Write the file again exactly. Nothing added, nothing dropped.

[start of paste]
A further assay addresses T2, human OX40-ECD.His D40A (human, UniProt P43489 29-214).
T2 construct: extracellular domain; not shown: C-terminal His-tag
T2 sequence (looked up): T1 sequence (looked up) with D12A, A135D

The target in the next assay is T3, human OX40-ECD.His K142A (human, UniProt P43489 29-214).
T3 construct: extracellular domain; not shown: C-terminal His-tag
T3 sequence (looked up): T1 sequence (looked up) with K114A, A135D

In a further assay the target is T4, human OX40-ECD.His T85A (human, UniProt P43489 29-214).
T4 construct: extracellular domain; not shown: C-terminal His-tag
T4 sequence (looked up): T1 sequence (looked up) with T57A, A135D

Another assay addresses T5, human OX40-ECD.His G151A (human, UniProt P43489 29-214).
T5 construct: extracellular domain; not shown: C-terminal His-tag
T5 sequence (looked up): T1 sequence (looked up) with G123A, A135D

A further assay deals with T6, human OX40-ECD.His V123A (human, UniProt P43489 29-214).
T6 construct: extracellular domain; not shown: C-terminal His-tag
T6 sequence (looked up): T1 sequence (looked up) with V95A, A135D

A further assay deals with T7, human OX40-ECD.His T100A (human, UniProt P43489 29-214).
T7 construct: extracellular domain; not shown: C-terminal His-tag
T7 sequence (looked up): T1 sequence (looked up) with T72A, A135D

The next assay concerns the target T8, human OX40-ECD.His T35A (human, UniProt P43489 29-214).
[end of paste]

A further assay addresses T2, human OX40-ECD.His D40A (human, UniProt P43489 29-214).
T2 construct: extracellular domain; not shown: C-terminal His-tag
T2 sequence (looked up): T1 sequence (looked up) with D12A, A135D

The target in the next assay is T3, human OX40-ECD.His K142A (human, UniProt P43489 29-214).
T3 construct: extracellular domain; not shown: C-terminal His-tag
T3 sequence (looked up): T1 sequence (looked up) with K114A, A135D

In a further assay the target is T4, human OX40-ECD.His T85A (human, UniProt P43489 29-214).
T4 construct: extracellular domain; not shown: C-terminal His-tag
T4 sequence (looked up): T1 sequence (looked up) with T57A, A135D

Another assay addresses T5, human OX40-ECD.His G151A (human, UniProt P43489 29-214).
T5 construct: extracellular domain; not shown: C-terminal His-tag
T5 sequence (looked up): T1 sequence (looked up) with G123A, A135D

A further assay deals with T6, human OX40-ECD.His V123A (human, UniProt P43489 29-214).
T6 construct: extracellular domain; not shown: C-terminal His-tag
T6 sequence (looked up): T1 sequence (looked up) with V95A, A135D

A further assay deals with T7, human OX40-ECD.His T100A (human, UniProt P43489 29-214).
T7 construct: extracellular domain; not shown: C-terminal His-tag
T7 sequence (looked up): T1 sequence (looked up) with T72A, A135D

The next assay concerns the target T8, human OX40-ECD.His T35A (human, UniProt P43489 29-214).